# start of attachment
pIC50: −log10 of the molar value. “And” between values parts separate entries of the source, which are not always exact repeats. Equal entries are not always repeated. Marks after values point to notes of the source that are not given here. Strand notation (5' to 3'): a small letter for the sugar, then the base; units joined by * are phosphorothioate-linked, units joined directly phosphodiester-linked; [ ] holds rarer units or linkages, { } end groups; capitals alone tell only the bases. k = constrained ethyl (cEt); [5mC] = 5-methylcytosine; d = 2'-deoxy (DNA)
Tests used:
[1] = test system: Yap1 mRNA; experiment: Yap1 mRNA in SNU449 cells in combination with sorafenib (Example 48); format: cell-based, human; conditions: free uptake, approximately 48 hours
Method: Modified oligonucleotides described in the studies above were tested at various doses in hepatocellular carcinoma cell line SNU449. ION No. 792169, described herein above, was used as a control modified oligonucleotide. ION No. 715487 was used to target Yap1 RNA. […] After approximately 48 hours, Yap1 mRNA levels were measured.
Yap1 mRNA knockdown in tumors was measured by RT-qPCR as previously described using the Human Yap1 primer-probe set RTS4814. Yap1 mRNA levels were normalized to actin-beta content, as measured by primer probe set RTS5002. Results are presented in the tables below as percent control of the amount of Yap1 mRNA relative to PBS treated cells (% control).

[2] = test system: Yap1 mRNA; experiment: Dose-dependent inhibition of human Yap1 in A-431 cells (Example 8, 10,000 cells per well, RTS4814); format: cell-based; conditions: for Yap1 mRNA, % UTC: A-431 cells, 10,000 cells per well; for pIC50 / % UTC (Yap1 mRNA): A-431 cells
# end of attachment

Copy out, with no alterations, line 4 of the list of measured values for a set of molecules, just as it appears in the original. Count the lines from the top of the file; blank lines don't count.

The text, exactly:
Method: Modified oligonucleotides described in the studies above were tested at various doses in hepatocellular carcinoma cell line SNU449. ION No. 792169, described herein above, was used as a control modified oligonucleotide. ION No. 715487 was used to target Yap1 RNA. […] After approximately 48 hours, Yap1 mRNA levels were measured.